• (b) a secondary gasifier to which the primary synthesis gas is fed, said secondary gasifier being equipped with a plasma-torch fired eductor which ensures that the primary synthesis gas entering from the primary gasifier is exposed to a high temperature such as to transform any soot present in said primary gas into CO and to convert any complex organic molecules to simpler molecules CO, CO2 and H2; means for supplying metered amounts of air, oxygen and/or steam into the eductor; said eductor leading to an insulated chamber with a minimal heat loss; and an outlet being provided in said chamber for the fuel gas resulting from the operation.
  • Preferably, the primary gasifier has two graphite electrodes, one of which creates an arc between one electrode and the slag during the operation, and a second arc is created from the slag to the second electrode.
  • The eductor provided in the secondary gasifier is preferably made of a high heat metal alloy or is refractory lined or water cooled, and is equipped with a plasma torch at its inlet.
  • The apparatus may further comprise a dust separator, such as a hot cyclone, between the primary gasifier and the secondary gasifier, and a gas quenching and gas cleaning means following the secondary gasifier. It may also be equipped with an induced draft fan adapted to operate the apparatus under a negative pressure.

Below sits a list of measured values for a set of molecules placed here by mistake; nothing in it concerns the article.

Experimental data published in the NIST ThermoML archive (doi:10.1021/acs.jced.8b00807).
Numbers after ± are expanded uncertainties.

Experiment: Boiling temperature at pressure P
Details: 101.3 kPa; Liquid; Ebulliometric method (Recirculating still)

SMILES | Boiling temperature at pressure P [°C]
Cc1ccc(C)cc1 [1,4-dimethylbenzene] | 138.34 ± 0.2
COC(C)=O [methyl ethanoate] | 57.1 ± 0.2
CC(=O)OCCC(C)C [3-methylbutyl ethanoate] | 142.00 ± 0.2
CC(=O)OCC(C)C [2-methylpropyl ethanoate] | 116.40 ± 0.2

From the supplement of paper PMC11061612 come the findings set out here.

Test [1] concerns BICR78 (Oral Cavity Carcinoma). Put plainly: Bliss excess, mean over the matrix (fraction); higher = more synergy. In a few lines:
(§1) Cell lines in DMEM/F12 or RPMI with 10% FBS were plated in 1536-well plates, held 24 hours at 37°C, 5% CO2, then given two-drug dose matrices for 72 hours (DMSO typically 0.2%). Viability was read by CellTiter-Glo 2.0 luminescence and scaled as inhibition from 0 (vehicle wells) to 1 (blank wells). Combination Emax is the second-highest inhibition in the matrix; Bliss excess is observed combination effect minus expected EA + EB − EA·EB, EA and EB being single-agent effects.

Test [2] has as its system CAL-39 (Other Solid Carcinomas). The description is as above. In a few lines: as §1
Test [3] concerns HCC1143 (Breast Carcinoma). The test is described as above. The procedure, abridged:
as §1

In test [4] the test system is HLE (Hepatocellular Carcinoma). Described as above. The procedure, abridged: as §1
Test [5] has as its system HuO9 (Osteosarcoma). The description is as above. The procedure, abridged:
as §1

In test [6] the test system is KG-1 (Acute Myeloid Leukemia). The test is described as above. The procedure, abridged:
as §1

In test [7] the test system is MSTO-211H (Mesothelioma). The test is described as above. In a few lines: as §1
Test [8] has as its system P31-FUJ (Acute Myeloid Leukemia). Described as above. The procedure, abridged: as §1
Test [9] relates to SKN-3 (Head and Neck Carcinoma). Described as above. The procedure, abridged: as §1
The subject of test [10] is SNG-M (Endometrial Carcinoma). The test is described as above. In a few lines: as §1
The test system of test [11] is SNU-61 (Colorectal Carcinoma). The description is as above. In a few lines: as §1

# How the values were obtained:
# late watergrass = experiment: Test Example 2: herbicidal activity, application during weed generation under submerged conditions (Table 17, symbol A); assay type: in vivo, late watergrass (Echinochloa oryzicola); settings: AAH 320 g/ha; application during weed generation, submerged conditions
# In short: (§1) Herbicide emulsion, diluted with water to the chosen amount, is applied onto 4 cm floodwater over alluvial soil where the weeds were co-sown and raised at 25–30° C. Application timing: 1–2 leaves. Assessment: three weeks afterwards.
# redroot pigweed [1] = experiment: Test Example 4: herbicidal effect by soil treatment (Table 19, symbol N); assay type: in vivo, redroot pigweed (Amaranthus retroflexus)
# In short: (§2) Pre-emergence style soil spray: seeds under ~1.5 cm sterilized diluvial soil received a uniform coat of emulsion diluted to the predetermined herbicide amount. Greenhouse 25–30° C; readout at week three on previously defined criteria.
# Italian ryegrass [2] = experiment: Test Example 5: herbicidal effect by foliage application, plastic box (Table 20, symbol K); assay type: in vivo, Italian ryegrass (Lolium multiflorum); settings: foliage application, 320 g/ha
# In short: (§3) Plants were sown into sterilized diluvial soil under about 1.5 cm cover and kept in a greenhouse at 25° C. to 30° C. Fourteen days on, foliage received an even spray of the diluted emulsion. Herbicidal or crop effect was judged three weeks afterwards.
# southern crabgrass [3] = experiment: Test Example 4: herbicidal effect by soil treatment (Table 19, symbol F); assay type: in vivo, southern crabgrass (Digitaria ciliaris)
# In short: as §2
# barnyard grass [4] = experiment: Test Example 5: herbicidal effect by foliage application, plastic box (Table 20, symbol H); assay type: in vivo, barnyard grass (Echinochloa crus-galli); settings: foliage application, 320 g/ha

• BRIEF DESCRIPTION OF THE DRAWINGS
  • A preferred, non-limitative embodiment of the invention will now be described with reference to the accompanying drawings, in which:
  • FIG. 1 is a diagrammatic representation of a preferred embodiment of the present invention;
  • FIG. 2 is an elevation section view of a preferred embodiment of the primary gasifier used within the process and apparatus of the present invention; and
  • FIG. 3 is an elevation section view of a preferred embodiment of the secondary gasifier used within the process and apparatus of the present invention.
  • DESCRIPTION OF THE PREFERRED EMBODIMENT